Breaking News Emails
Get breaking news alerts and special reports. The news and stories that matter, delivered weekday mornings.
Nov. 6, 2018 / 4:50 PM GMT
By Suzy Khimm
Health care, immigration, and President Donald Trump brought voters to the polls on Tuesday with record-level enthusiasm for a midterm election.
“I’ve been looking forward to this day for two years,” says Ben Zylman, a 61-year-old from Kalamazoo, Michigan. “I do believe it’s a referendum on Trump and the GOP in general, as they’ve fallen in lockstep with him.”
Zylman, who considers himself an independent, had previously supported GOP Rep. Fred Upton but turned against him after Upton voted last year to repeal the Affordable Care Act.
“Because where I am at in my life, health care is the number one issue,” said Zylman, who receives coverage through the ACA.
Republicans tried to run on protecting health care after Democrats made it a centerpiece of their campaign, but Joe Niesen of Madison, Wisconsin, wasn’t convinced.
“The Republicans say pre-existing conditions will be covered but we’ve heard this before in the past,” he said. “I do believe the Democrats want universal health care in the long run, and I believe that’s what we should have.”
“There’s a fire under people to get out and vote,” Niesen added.
Heading into the elections, a majority of voters said they saw the congressional races as a referendum on Trump: Thirty-two percent of likely voters said their vote would be a signal of support for the president, and 40 percent said it was a signal of opposition, according to an NBC/WSJ poll conducted last week.
Pamela Aguirre, 77, of in El Paso, Texas, told MSNBC that she supported Rep. Beto O’Rourke for Senate because he “represents everything that Donald Trump isn’t.”
If O’Rourke, a Democrat, wins against incumbent Republican Ted Cruz, it means “we all still have a chance to have a decent country and decent values with decent relationships,” Aguirre said in tears, carrying her oxygen tank to the polls.
Republican voters said the economy and immigration were key issues driving their vote.
Richard Murphy was among the Republican voters who cited the booming economy as a big reason to support the GOP.
“I want to keep things going,” said Murphy of Lakewood, California, who voted for Trump in 2016. “My work feels the booming economy. We’re hiring more people, all positions, from the bottom to the top.”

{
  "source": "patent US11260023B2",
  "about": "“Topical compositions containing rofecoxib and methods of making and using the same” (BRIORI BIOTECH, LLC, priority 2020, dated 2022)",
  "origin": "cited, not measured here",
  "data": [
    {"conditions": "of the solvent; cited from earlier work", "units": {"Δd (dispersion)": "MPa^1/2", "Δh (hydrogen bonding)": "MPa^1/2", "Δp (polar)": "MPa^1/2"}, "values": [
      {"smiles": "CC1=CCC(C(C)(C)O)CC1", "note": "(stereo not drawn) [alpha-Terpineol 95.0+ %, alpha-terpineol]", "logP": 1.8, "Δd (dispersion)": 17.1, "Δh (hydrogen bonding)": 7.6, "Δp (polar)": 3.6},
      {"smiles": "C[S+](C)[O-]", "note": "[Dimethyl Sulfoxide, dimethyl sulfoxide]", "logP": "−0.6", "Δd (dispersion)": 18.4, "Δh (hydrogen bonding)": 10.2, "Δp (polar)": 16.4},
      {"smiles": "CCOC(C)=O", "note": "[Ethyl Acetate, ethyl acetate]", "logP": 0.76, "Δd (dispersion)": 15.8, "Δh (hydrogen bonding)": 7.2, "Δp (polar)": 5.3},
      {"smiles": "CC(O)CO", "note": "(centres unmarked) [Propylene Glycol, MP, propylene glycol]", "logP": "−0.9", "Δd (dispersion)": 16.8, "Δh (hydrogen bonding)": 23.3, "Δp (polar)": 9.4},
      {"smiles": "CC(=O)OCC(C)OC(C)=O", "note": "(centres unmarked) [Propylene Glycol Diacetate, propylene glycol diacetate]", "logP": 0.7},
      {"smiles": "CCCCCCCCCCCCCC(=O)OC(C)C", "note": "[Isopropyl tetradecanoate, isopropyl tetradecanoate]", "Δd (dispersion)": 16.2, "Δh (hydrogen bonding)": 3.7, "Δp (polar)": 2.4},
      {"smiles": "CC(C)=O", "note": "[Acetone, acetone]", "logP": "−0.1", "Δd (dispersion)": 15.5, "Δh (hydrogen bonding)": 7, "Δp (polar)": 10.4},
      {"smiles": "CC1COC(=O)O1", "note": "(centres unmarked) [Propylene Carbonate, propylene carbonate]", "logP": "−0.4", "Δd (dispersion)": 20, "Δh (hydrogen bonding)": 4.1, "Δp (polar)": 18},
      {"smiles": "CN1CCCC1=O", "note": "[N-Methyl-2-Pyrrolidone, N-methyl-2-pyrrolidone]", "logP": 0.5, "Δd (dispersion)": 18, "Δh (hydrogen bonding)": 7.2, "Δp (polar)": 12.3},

Both Republican and Democratic voters have expressed unusually high levels of enthusiasm, according to NBC/WSJ polling, with 70 percent of respondents saying they are highly interested in the midterm contest. A record number of Americans turned out for early voting in Texas and New Mexico.
In the final stretch of the election, Trump tried to rally his base by focusing on a caravan of asylum-seekers trekking hundreds of miles toward the U.S.-Mexico border.
“This whole thing with this caravan is pretty scary,” said Jennifer Rager, 55, a Trump supporter from Bozeman, Montana. “I feel like we definitely need protection.”
But Democratic voters like Barry Siepelmeyer said Trump’s immigration policies were a reason to reject his party.
“The border wall is a bad idea. Walls don’t work — the Berlin Wall didn’t work,” Siepelmeyer, a Navy veteran from Red Wing, Minnesota, told MSNBC, calling Democrats “more level-headed.”
Amy Hill, a 32-year-old voter in Richmond, Virginia, said she was concerned about immigrants and LGBT Americans losing their rights if Republicans hold onto majorities in Congress.
But like many other Democratic voters, Hill was most concerned that Republicans would undermine health care.
Her three-year-old son has cerebral palsy and receives critical services and medical supplies through Medicaid, which is why she became politically active over the past year and voted for Rep. Donald McEachin, the Democratic incumbent.
“He’s not going to make a vote against my child,” said Hill.
Associated Press contributed.